Knesset aide blocked entry over dress deemed too short

Adviser to MK Merav Michaeli detained from entering the Knesset after her dress was deemed too short under the building dress code.

JTA,

The Knesset
The Knesset
Yonatan Sindel/Flash 90

A Knesset aide was detained from entering the government building in Jerusalem after her dress was deemed too short under the parliamentary dress code.

Shaked Hasson, an adviser to Zionist Union lawmaker Merav Michaeli, was wearing a mid-thigh length dress and leggings.

She told Haaretz that five male Knesset guards examined her outfit before determining that it was inappropriate.

"As I was entering the Knesset, a guard stopped me and said they have a dress code they adhere to very strictly these days, and that I was in violation of the rules," Hasson told Haaretz. "I insisted that I was properly dressed. He called another guy and in all five different workers came to check out how I was dressed. I felt humiliated. It was very unpleasant."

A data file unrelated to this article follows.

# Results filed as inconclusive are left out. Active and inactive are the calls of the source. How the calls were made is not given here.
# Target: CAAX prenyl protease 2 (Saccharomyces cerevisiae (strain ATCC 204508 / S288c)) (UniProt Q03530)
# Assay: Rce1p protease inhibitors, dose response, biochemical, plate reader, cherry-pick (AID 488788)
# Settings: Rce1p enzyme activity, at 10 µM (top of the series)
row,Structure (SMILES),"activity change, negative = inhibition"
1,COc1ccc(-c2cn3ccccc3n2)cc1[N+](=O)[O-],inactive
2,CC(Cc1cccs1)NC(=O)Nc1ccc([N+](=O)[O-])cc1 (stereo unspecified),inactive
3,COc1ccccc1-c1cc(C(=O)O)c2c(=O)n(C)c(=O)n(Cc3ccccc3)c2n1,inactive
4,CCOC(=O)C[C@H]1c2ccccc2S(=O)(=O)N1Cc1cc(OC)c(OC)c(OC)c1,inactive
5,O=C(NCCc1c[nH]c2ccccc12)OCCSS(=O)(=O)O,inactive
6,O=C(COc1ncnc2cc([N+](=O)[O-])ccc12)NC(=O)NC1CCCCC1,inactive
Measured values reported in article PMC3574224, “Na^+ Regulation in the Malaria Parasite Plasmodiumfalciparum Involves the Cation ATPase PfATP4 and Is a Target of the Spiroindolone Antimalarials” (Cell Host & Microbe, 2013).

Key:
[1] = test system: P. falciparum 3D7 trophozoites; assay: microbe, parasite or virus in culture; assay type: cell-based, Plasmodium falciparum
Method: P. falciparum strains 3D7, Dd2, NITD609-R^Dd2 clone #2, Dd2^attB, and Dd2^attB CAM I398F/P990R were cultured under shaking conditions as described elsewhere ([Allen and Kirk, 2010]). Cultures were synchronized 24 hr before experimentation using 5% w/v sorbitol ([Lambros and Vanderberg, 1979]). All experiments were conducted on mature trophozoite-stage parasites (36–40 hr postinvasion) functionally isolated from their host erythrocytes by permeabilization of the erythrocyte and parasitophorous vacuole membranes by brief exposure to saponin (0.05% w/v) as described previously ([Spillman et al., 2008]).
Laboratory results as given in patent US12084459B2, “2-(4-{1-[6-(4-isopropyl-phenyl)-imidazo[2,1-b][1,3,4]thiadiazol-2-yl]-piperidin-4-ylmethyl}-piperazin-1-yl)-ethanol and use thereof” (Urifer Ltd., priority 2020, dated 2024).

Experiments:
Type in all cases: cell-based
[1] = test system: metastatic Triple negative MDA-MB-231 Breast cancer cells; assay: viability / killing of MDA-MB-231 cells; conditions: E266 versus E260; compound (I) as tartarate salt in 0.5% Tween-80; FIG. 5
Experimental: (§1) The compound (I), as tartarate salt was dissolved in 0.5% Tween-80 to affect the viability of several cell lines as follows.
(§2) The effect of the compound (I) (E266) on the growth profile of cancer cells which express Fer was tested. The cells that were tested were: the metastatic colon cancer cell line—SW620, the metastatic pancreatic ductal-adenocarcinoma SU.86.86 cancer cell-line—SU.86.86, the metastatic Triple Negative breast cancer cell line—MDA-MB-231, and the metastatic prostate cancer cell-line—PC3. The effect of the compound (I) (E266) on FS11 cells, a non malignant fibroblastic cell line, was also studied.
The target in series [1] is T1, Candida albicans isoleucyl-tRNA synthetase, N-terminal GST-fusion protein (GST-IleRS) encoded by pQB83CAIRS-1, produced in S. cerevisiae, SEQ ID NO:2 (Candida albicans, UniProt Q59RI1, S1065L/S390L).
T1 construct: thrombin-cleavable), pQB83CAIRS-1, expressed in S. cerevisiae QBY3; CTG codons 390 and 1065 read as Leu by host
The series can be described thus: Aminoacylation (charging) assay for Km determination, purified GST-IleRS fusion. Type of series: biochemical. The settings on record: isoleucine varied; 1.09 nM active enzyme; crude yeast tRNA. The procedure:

Michaeli said in a Facebook post that she does "not approve of the modesty squads guarding the entrance to the Knesset." Her aide was allowed to enter the building after the lawmaker intervened.

"The Knesset dress code cannot be used as a means to oppress women, and I hope that we won't have to engage in a struggle over this issue," Michaeli said.

Knesset guards reportedly have been tasked with enforcing the building dress code after the Knesset director-general Albert Saharovitch issued a paper refreshing it about a month ago. The Knesset spokesman said the dress code was not made any stricter, but that guards have been instructed to enforce it so as to "prevent offense to any visitors and guests."

According to the Knesset website, "entrance to the Knesset is permitted only in appropriate attire (no tank/spaghetti tops, cropped tops, shorts or ¾ length trousers, ripped trousers, shirts with political slogans, short skirts and shorts dresses, flip-flops or open-back clogs)."

The rules apply to those over the age of 14.




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